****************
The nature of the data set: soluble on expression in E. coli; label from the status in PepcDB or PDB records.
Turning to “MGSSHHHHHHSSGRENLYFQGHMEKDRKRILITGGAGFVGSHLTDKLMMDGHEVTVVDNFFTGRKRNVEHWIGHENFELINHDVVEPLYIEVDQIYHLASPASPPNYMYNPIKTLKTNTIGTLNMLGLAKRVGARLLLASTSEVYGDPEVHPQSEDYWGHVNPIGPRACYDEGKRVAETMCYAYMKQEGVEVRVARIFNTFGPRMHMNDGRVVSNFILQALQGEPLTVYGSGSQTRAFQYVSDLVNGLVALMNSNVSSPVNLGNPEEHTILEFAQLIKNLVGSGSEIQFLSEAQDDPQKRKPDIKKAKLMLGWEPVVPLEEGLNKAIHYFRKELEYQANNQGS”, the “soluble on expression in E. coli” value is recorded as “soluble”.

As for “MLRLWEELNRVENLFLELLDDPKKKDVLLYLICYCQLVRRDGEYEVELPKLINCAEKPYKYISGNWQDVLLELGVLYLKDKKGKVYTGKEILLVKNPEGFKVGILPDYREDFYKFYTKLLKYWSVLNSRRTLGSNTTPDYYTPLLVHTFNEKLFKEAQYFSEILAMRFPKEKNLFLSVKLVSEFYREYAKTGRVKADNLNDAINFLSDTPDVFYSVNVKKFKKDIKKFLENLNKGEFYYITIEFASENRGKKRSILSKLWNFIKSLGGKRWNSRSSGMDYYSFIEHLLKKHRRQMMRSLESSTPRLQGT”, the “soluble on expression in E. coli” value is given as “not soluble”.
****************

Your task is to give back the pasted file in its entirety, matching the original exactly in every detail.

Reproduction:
The nature of the data set: soluble on expression in E. coli; label from the status in PepcDB or PDB records.
Turning to “MGSSHHHHHHSSGRENLYFQGHMEKDRKRILITGGAGFVGSHLTDKLMMDGHEVTVVDNFFTGRKRNVEHWIGHENFELINHDVVEPLYIEVDQIYHLASPASPPNYMYNPIKTLKTNTIGTLNMLGLAKRVGARLLLASTSEVYGDPEVHPQSEDYWGHVNPIGPRACYDEGKRVAETMCYAYMKQEGVEVRVARIFNTFGPRMHMNDGRVVSNFILQALQGEPLTVYGSGSQTRAFQYVSDLVNGLVALMNSNVSSPVNLGNPEEHTILEFAQLIKNLVGSGSEIQFLSEAQDDPQKRKPDIKKAKLMLGWEPVVPLEEGLNKAIHYFRKELEYQANNQGS”, the “soluble on expression in E. coli” value is recorded as “soluble”.

As for “MLRLWEELNRVENLFLELLDDPKKKDVLLYLICYCQLVRRDGEYEVELPKLINCAEKPYKYISGNWQDVLLELGVLYLKDKKGKVYTGKEILLVKNPEGFKVGILPDYREDFYKFYTKLLKYWSVLNSRRTLGSNTTPDYYTPLLVHTFNEKLFKEAQYFSEILAMRFPKEKNLFLSVKLVSEFYREYAKTGRVKADNLNDAINFLSDTPDVFYSVNVKKFKKDIKKFLENLNKGEFYYITIEFASENRGKKRSILSKLWNFIKSLGGKRWNSRSSGMDYYSFIEHLLKKHRRQMMRSLESSTPRLQGT”, the “soluble on expression in E. coli” value is given as “not soluble”.